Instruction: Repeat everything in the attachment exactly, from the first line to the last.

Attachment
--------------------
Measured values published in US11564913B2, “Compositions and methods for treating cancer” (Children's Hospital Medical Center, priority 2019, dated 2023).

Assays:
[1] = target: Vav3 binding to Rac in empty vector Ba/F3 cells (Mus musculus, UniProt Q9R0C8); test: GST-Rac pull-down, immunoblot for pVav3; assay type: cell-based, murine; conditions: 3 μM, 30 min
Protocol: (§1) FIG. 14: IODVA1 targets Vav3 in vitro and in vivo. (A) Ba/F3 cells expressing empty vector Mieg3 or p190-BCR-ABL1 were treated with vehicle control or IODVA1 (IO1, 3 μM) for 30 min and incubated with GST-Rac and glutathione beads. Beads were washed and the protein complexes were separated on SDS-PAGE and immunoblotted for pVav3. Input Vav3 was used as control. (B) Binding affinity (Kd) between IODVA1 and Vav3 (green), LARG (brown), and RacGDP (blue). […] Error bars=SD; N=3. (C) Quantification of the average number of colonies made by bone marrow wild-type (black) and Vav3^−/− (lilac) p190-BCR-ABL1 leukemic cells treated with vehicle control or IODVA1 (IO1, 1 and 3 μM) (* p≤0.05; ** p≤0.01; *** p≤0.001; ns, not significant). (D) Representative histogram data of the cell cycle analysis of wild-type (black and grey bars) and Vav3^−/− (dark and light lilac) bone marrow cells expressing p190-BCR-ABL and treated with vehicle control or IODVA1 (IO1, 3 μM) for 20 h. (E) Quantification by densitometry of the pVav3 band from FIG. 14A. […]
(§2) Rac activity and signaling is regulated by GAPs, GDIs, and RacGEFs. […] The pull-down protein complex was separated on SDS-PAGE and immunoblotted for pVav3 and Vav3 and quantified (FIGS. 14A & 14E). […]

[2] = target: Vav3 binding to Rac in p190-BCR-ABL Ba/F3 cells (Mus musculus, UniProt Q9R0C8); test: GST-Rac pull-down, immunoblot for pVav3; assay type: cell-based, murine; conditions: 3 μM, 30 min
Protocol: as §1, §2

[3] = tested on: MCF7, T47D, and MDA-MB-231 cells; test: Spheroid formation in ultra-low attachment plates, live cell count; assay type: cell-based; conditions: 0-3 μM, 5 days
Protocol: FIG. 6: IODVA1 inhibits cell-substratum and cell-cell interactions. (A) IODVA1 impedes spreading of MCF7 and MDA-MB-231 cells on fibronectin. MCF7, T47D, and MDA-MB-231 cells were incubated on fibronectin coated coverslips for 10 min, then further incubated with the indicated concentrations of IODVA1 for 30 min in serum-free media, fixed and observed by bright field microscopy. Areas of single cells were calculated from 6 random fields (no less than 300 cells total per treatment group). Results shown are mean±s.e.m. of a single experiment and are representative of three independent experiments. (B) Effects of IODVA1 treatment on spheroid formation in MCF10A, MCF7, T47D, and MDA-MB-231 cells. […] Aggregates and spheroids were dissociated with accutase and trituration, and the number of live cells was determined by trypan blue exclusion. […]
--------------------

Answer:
Measured values published in US11564913B2, “Compositions and methods for treating cancer” (Children's Hospital Medical Center, priority 2019, dated 2023).

Assays:
[1] = target: Vav3 binding to Rac in empty vector Ba/F3 cells (Mus musculus, UniProt Q9R0C8); test: GST-Rac pull-down, immunoblot for pVav3; assay type: cell-based, murine; conditions: 3 μM, 30 min
Protocol: (§1) FIG. 14: IODVA1 targets Vav3 in vitro and in vivo. (A) Ba/F3 cells expressing empty vector Mieg3 or p190-BCR-ABL1 were treated with vehicle control or IODVA1 (IO1, 3 μM) for 30 min and incubated with GST-Rac and glutathione beads. Beads were washed and the protein complexes were separated on SDS-PAGE and immunoblotted for pVav3. Input Vav3 was used as control. (B) Binding affinity (Kd) between IODVA1 and Vav3 (green), LARG (brown), and RacGDP (blue). […] Error bars=SD; N=3. (C) Quantification of the average number of colonies made by bone marrow wild-type (black) and Vav3^−/− (lilac) p190-BCR-ABL1 leukemic cells treated with vehicle control or IODVA1 (IO1, 1 and 3 μM) (* p≤0.05; ** p≤0.01; *** p≤0.001; ns, not significant). (D) Representative histogram data of the cell cycle analysis of wild-type (black and grey bars) and Vav3^−/− (dark and light lilac) bone marrow cells expressing p190-BCR-ABL and treated with vehicle control or IODVA1 (IO1, 3 μM) for 20 h. (E) Quantification by densitometry of the pVav3 band from FIG. 14A. […]
(§2) Rac activity and signaling is regulated by GAPs, GDIs, and RacGEFs. […] The pull-down protein complex was separated on SDS-PAGE and immunoblotted for pVav3 and Vav3 and quantified (FIGS. 14A & 14E). […]

[2] = target: Vav3 binding to Rac in p190-BCR-ABL Ba/F3 cells (Mus musculus, UniProt Q9R0C8); test: GST-Rac pull-down, immunoblot for pVav3; assay type: cell-based, murine; conditions: 3 μM, 30 min
Protocol: as §1, §2

[3] = tested on: MCF7, T47D, and MDA-MB-231 cells; test: Spheroid formation in ultra-low attachment plates, live cell count; assay type: cell-based; conditions: 0-3 μM, 5 days
Protocol: FIG. 6: IODVA1 inhibits cell-substratum and cell-cell interactions. (A) IODVA1 impedes spreading of MCF7 and MDA-MB-231 cells on fibronectin. MCF7, T47D, and MDA-MB-231 cells were incubated on fibronectin coated coverslips for 10 min, then further incubated with the indicated concentrations of IODVA1 for 30 min in serum-free media, fixed and observed by bright field microscopy. Areas of single cells were calculated from 6 random fields (no less than 300 cells total per treatment group). Results shown are mean±s.e.m. of a single experiment and are representative of three independent experiments. (B) Effects of IODVA1 treatment on spheroid formation in MCF10A, MCF7, T47D, and MDA-MB-231 cells. […] Aggregates and spheroids were dissociated with accutase and trituration, and the number of live cells was determined by trypan blue exclusion. […]